How did a former lawyer end up running a fast-growing firm which sits right at the centre of the fourth industrial revolution? Our roving reporter, BBC’s Tanya Beckett finds out
John Clarfelt’s innovative company Ticketer is part of the foundation for the futuristic vision of a smart city. Smart cities collect data to coordinate transport systems, power plants, water supply networks and waste disposal. In short, they use technology to effectively manage their resources.
Ticketer sells systems to public transport operators that connect the vehicle and the driver to the outside world. They run on cloud-based software and a SIM card, so fares can be changed in real-time without the bus returning to the depot. The ticketing machine doubles as a tracking system and can allow messages to be sent to the depot about, for example, a faulty windscreen wiper. This type of access to real-time information paves the way for a more energy and time-efficient service.
So how did a former lawyer end up running a fast-growing firm which sits right at the centre of the fourth industrial revolution?
John Clarfelt’s interest in technologies of the future began after university. For his degree, John had decided to study something much more traditional and in a centuries-old setting: law at Pembroke College, Oxford. Only as it turned out, studying featured quite low on his priority list.
“No man had ever been less interested in law. The reason I did no work at Pembroke was a) because I’m lazy and b) because I met my wife. I learned how to do a week’s tutorial in a day – a very long day. I am actually a bloody hard worker, but I’m lazy about things that I’m not interested in.“
John says meeting his wife was an extremely positive part of his college experience. Not just in terms of his private life, but also in terms of finding a loyal supporter of his business endeavours. After university, John did his barrister’s course, but a love for the law never flourished, and before long, John found himself drawn into the world of business.
“I am a barrow boy basically, I love trade. We had a family meat business, and I went into that.. it was sort of packing meat, which I loved, for people like Sainsbury’s and Birdseye.”
The fascination for John in business was, as he puts it ‘trying to be ahead of the game’. Like his father, he was an ideas person – but importantly, the meat business was the start of his fascination with technology and its ability to provide solutions.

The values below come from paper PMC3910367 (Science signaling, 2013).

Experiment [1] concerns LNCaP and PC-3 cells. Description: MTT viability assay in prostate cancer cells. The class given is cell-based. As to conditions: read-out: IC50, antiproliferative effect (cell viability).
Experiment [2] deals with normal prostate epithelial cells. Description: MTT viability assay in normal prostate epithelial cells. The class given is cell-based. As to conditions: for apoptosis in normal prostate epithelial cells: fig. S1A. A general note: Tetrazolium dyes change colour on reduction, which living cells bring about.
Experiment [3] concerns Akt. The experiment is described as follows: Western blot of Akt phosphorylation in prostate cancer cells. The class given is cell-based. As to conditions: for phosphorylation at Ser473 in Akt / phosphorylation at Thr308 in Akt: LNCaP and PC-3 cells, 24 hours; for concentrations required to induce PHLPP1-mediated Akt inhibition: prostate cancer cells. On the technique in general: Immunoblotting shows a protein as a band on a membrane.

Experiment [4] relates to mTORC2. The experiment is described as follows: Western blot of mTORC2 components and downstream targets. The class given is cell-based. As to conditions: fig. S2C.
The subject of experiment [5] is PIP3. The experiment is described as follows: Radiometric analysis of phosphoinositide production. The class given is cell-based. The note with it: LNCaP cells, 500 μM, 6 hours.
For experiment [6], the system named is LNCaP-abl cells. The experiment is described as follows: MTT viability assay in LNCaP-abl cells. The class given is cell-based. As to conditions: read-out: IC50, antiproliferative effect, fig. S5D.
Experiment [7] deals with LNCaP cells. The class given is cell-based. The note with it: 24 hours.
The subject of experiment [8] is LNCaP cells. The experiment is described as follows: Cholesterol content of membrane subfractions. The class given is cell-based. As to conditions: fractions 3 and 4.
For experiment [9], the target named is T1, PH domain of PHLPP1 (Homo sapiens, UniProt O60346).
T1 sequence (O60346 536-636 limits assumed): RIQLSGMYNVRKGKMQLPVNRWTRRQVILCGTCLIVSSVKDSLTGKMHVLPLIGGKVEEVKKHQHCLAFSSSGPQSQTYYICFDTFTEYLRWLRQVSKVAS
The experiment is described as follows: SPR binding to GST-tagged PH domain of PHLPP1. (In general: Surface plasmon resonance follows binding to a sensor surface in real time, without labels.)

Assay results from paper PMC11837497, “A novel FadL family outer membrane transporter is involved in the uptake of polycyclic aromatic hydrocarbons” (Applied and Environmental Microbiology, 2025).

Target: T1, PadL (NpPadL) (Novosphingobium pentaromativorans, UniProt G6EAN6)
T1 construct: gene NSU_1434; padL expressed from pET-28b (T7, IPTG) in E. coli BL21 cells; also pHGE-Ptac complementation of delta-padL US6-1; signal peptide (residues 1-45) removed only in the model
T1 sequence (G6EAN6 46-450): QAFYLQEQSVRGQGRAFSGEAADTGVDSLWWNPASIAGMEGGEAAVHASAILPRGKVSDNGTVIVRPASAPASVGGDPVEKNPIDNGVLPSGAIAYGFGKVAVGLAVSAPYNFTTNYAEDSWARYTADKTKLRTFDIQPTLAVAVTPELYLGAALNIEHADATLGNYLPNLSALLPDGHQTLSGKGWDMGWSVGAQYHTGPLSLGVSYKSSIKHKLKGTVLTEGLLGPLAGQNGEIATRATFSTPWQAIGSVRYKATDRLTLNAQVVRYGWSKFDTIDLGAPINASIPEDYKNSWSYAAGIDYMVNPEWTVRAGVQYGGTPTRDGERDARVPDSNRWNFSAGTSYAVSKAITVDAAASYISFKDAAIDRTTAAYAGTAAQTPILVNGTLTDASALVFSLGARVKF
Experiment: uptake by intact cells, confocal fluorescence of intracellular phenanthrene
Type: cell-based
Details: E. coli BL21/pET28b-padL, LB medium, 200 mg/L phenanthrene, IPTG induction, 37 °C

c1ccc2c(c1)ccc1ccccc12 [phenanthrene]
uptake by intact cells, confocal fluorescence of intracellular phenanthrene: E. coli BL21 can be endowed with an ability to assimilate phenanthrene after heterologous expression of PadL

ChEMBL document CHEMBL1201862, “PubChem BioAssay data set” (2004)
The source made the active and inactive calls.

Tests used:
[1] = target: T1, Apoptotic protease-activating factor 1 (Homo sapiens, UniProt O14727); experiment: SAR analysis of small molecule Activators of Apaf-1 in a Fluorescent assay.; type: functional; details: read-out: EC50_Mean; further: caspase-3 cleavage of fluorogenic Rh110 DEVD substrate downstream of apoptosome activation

“On a technical problem, a problem in the delivery of something, you know, ‘why can’t we do that?’. I love that. And so we did things like video image analysis with Unilever of fat and lean in meat which no-one had ever done before.”
Collecting the data in this way meant that customers knew what they were getting, and the transparency appealed to John. He had a natural flair for establishing products in markets, but it was the use of technology to perform fat/lean analysis that had really piqued John’s interest.
It was a chance call with a friend that prompted John to think more about the value of collecting and analysing data. The friend was running a fuel card business and wanted to separate figures showing private and personal usage of petrol. John was able to help divide the two and produce the numbers, but it got him thinking more about people who needed to record data while they were on the move. This was before the days of smartphones.
“There were mobile workers, but they had no way of being linked to base and I said ‘what we need to be doing is actually creating a mobile solution for mobile workers’.”
John then developed a system for Westminster Council to track their vehicles, but it was his wife who suggested that instead of developing different systems for different companies, he should have one system that could be adapted for a variety of users.
“Irritatingly, my wife was right. I patted her on the head and said, I know what I’m doing, which I didn’t. But she was right: try to make something that is configurable for multiple use, rather than multiple versions of something. So you could actually support one core version.”
The company John went on to build showed a remarkable amount of vision: it allowed buses to change their ticketing systems whilst on the move and communicate with the depot en route.
From the customer’s perspective, though, there is another vital feature: travellers can get access to live updates. This, John realised, would prove particularly valuable at a time of emphasis on COVID-19 related social distancing. Passengers are able to see on the front of a bus if it is packed out – and also on their mobile phones.